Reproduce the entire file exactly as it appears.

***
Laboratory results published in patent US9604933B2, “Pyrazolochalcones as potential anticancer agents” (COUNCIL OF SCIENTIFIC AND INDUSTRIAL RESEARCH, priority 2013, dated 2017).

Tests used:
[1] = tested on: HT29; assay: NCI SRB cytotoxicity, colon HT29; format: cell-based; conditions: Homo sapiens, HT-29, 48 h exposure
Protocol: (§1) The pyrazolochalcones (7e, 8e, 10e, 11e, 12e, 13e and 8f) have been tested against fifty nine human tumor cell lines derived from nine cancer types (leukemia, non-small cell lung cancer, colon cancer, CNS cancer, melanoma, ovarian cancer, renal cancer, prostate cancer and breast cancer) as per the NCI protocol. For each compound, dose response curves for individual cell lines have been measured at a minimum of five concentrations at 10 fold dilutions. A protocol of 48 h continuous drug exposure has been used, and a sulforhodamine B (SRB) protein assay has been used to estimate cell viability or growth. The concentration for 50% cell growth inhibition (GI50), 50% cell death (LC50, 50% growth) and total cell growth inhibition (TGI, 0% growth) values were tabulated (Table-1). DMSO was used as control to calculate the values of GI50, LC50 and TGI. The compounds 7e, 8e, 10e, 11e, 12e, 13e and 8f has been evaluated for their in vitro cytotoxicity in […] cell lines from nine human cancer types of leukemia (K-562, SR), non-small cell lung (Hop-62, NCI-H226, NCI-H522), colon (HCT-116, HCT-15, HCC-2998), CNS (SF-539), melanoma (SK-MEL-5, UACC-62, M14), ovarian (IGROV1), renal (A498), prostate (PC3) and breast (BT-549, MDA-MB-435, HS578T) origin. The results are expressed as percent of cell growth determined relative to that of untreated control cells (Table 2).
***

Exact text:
Laboratory results published in patent US9604933B2, “Pyrazolochalcones as potential anticancer agents” (COUNCIL OF SCIENTIFIC AND INDUSTRIAL RESEARCH, priority 2013, dated 2017).

Tests used:
[1] = tested on: HT29; assay: NCI SRB cytotoxicity, colon HT29; format: cell-based; conditions: Homo sapiens, HT-29, 48 h exposure
Protocol: (§1) The pyrazolochalcones (7e, 8e, 10e, 11e, 12e, 13e and 8f) have been tested against fifty nine human tumor cell lines derived from nine cancer types (leukemia, non-small cell lung cancer, colon cancer, CNS cancer, melanoma, ovarian cancer, renal cancer, prostate cancer and breast cancer) as per the NCI protocol. For each compound, dose response curves for individual cell lines have been measured at a minimum of five concentrations at 10 fold dilutions. A protocol of 48 h continuous drug exposure has been used, and a sulforhodamine B (SRB) protein assay has been used to estimate cell viability or growth. The concentration for 50% cell growth inhibition (GI50), 50% cell death (LC50, 50% growth) and total cell growth inhibition (TGI, 0% growth) values were tabulated (Table-1). DMSO was used as control to calculate the values of GI50, LC50 and TGI. The compounds 7e, 8e, 10e, 11e, 12e, 13e and 8f has been evaluated for their in vitro cytotoxicity in […] cell lines from nine human cancer types of leukemia (K-562, SR), non-small cell lung (Hop-62, NCI-H226, NCI-H522), colon (HCT-116, HCT-15, HCC-2998), CNS (SF-539), melanoma (SK-MEL-5, UACC-62, M14), ovarian (IGROV1), renal (A498), prostate (PC3) and breast (BT-549, MDA-MB-435, HS578T) origin. The results are expressed as percent of cell growth determined relative to that of untreated control cells (Table 2).